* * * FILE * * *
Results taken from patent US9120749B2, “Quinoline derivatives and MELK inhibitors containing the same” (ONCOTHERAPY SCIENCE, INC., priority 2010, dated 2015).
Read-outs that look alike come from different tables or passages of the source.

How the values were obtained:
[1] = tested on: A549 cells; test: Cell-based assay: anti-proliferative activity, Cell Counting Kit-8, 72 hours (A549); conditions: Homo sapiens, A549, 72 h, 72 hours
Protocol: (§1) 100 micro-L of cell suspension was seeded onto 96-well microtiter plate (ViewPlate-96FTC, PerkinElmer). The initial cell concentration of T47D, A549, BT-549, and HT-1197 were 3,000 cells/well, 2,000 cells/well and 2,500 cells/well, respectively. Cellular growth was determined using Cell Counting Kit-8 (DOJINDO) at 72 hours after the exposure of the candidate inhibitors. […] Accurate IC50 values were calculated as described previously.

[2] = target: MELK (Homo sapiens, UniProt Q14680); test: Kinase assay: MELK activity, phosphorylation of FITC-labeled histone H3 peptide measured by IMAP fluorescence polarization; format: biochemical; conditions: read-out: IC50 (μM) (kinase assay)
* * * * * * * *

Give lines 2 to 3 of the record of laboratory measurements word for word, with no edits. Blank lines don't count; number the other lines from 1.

Read-outs that look alike come from different tables or passages of the source.

How the values were obtained: